Captured States and Political Machines: first thoughts on Ethekweni

Captured States and Political Machines: first thoughts on Ethekweni

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Date(s) - Wed - 11 Sep
12:00 pm - 1:30 pm



DATE: Wednesday, 11th September 2019

TIME: 12:00 – 1:30 pm

VENUE: Steve Biko Campus – DUT, UFC offices, S2 Block, Level 4, Room DP4.01B (UFC Common Room). Entrance Gate 1 & 2. 79 Steve Biko Road

Research Abstract:
In recent years, at a time when there has been much in the South African media about ‘corruption’ and ‘captured states’, urban sociologists and political scientists have started researching various forms of ‘Tammany Hall’ politics seen across the country. They draw on a rich urban studies literature that studies the political machines run by city halls. What might a historian add to these debates? Drawing on a case study of Durban/Ethekweni, in this paper I tentatively suggest how the political and business elites in office in South Africa today have their origins in the urban revolts of the 1980s/90s. Second, I speculate that in the 2000s Ethekweni Metropolitan Municipality provided a paradigmatic example of an effective city hall machine, distributing housing and infrastructure to an ANC voting public whilst also providing lucrative contracts to well connected insiders. Thirdly, I point towards the fractures in this form of redistributive politics, which have particularly been seen in the 2010s.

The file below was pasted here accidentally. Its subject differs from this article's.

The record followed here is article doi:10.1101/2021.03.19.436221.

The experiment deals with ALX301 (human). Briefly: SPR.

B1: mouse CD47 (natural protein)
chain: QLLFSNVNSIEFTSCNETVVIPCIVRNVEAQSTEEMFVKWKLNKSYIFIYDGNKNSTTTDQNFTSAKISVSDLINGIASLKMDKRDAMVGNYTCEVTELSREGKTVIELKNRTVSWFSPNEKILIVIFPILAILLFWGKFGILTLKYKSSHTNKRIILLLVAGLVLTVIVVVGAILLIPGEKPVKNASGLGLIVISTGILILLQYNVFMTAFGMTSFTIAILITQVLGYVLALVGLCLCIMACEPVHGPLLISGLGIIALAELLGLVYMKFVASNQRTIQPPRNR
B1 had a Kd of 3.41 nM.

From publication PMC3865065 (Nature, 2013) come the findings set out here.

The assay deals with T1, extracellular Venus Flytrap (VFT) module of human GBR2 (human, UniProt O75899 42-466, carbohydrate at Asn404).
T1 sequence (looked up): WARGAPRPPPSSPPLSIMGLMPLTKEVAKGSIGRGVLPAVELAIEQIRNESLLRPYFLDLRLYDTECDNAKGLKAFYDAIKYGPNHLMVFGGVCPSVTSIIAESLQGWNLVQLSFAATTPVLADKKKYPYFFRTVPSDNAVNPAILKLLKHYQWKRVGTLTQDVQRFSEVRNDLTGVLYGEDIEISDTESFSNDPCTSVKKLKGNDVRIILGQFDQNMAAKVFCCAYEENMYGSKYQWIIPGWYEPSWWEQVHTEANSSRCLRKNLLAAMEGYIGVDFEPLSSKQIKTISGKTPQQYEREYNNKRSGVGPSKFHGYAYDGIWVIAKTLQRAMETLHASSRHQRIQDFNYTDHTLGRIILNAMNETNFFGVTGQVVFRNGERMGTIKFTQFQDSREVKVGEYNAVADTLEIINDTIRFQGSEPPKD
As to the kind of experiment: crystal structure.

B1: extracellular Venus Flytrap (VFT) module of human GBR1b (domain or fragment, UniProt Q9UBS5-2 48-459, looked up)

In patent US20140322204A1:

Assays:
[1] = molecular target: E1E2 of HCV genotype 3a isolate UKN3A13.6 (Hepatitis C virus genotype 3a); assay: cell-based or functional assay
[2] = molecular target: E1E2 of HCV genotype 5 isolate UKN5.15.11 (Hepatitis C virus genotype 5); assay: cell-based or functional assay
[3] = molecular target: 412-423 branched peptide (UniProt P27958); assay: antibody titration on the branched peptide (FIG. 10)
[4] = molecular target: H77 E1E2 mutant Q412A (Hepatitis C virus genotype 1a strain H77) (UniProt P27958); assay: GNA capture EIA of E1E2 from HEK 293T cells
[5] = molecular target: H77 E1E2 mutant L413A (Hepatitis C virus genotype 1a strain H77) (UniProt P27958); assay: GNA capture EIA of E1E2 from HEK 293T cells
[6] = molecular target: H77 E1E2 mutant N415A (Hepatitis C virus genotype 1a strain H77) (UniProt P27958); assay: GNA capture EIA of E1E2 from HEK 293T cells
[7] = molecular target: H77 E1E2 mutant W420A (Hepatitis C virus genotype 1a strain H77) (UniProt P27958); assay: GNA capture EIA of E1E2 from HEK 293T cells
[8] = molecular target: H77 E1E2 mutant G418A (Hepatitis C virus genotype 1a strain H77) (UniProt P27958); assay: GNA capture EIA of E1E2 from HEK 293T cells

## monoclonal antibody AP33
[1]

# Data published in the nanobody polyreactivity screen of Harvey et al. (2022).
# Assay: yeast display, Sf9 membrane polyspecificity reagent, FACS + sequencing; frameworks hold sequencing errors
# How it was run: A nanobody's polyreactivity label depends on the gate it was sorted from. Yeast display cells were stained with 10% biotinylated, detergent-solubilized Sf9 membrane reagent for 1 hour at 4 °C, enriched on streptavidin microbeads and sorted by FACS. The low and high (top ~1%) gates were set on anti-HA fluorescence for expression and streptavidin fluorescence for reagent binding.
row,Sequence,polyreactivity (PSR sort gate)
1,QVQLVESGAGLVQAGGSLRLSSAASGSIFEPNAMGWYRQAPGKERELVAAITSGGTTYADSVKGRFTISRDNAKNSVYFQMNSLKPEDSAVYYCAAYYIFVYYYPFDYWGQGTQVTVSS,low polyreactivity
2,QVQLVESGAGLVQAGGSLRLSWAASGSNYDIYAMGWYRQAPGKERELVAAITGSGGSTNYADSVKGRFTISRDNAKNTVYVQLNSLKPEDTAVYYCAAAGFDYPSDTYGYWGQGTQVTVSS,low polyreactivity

Dr Tim Gibbs is a lecturer in African History at University College London. His current project, which was sponsored by the NRF Chair in Local Histories at the University of Witwatersrand, is provisionally titled ‘The Zuma-Tsunami: migration, auto-mobility and the collapse of apartheid cities’. He did an MA in Development Studies at the University of KwaZulu Natal almost two decades ago, and tries to return to KZN every year.

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